Home Depot Suffers Possible Data Breach, Tries to Ease Customer Fears
More saving, more doing. And, now, more hacking fears, this time at your neighborhood Home Depot.
The world’s largest home improvement retailer is scrambling this morning to make heads or tails of a possible credit and debit card data breach. The news of a potential cyber attack on its payment systems first surfaced yesterday afternoon.
To keep customers updated, we’ve posted a message about news reports of a possible payment data breach http://t.co/0ohhd4cn3P— The Home Depot (@HomeDepot) September 3, 2014
The Atlanta-based company said in a statement to customers today that it still isn’t sure if a breach actually occurred or not. However, if its payment systems were actually compromised, Home Depot says its customers won’t be liable for potentially bogus charges. Updates on the situation were also released via Home Depot’s Twitter and Facebook accounts.
“We’re looking into some unusual activity that might indicate a possible payment data breach and we’re working with our banking partners and law enforcement to investigate,” the company said on its corporate website. “We know that this news may be concerning and we apologize for the worry this can create.”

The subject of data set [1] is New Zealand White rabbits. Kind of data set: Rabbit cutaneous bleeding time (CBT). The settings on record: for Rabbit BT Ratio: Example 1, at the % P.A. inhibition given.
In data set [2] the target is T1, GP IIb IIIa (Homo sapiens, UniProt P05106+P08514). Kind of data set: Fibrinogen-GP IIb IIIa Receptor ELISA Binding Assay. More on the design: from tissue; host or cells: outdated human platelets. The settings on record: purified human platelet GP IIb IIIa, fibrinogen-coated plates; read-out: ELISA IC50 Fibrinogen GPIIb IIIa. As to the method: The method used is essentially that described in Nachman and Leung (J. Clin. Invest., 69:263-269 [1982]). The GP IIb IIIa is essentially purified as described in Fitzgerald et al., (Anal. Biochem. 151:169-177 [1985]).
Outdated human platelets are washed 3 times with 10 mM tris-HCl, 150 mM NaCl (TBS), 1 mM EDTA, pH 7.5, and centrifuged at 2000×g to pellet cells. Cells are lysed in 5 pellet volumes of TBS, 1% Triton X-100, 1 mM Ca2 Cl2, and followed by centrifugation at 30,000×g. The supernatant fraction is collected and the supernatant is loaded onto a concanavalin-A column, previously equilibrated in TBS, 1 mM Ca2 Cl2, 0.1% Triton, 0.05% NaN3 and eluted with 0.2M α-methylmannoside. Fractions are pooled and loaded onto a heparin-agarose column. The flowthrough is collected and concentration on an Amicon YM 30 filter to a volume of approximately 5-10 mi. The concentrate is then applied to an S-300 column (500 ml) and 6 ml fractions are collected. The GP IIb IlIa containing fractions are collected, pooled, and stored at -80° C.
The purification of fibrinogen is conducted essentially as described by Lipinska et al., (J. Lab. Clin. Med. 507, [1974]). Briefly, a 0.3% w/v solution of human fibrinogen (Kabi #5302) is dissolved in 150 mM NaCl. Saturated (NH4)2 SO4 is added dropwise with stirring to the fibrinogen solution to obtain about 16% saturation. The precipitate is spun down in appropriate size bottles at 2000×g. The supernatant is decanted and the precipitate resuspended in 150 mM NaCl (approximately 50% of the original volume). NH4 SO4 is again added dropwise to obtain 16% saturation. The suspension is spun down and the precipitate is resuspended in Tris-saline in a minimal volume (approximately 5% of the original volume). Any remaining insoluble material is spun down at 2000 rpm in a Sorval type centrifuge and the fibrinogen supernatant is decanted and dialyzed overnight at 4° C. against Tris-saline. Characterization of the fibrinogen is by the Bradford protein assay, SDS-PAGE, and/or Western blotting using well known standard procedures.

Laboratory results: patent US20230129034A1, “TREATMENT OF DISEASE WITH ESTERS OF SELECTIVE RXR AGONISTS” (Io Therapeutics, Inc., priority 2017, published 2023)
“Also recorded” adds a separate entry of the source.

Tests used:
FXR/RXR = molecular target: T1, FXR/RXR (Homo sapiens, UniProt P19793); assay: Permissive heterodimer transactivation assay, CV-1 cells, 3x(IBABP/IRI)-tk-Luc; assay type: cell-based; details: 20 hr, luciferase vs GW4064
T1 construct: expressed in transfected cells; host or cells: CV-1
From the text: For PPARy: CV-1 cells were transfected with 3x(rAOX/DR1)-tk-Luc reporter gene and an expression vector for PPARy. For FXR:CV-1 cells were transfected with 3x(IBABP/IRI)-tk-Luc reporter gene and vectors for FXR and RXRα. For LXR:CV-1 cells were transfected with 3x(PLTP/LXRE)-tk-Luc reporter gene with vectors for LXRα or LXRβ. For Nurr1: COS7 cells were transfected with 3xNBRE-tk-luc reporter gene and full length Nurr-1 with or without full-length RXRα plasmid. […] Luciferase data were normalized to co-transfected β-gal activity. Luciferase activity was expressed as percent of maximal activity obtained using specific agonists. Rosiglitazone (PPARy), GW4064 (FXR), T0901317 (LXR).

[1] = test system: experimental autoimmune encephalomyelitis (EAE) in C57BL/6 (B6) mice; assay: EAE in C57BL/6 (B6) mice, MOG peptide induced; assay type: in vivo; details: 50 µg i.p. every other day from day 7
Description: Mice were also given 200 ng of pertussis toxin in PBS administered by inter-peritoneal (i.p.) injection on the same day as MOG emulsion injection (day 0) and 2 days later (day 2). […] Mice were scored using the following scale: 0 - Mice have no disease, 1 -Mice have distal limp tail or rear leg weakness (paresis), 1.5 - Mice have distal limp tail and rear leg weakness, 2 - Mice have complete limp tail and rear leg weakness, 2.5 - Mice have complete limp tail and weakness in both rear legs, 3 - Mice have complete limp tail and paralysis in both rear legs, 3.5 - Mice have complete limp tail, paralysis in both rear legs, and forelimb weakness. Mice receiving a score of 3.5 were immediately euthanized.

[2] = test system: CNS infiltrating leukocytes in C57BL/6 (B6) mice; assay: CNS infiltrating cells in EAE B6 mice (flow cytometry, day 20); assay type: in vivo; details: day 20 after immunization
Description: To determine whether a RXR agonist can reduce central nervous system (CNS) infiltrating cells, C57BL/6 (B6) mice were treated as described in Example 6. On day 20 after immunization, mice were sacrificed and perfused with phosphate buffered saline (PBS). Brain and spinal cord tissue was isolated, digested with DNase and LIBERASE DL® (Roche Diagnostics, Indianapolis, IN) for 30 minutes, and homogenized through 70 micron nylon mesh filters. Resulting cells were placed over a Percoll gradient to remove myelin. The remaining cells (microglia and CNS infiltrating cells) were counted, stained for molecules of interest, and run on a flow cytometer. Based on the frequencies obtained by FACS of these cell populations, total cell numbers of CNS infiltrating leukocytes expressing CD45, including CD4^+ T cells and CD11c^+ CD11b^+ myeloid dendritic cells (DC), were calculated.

Home Depot, which has 2,200 retail stores in the U.S., Canada and Mexico, assures customers that they will be notified immediately if a breach is confirmed. In the meantime, it advises customers to closely monitor their payment card accounts for unusual activity. As with the recent UPS Store breach, credit monitoring will be offered to potentially impacted customers.
For those who have questions, Home Depot asks that you call its Customer Care line at 1-800-HOMEDEPOT.
The company has not yet responded to Entrepreneur.com’s request for comment.
Home Depot could be the latest victim in a string of sophisticated payment system hacks targeting major retail chains. Major stores recently hacked include UPS Store, Target, Neiman Marcus, Michaels, Goodwill, Albertson’s and SuperValu.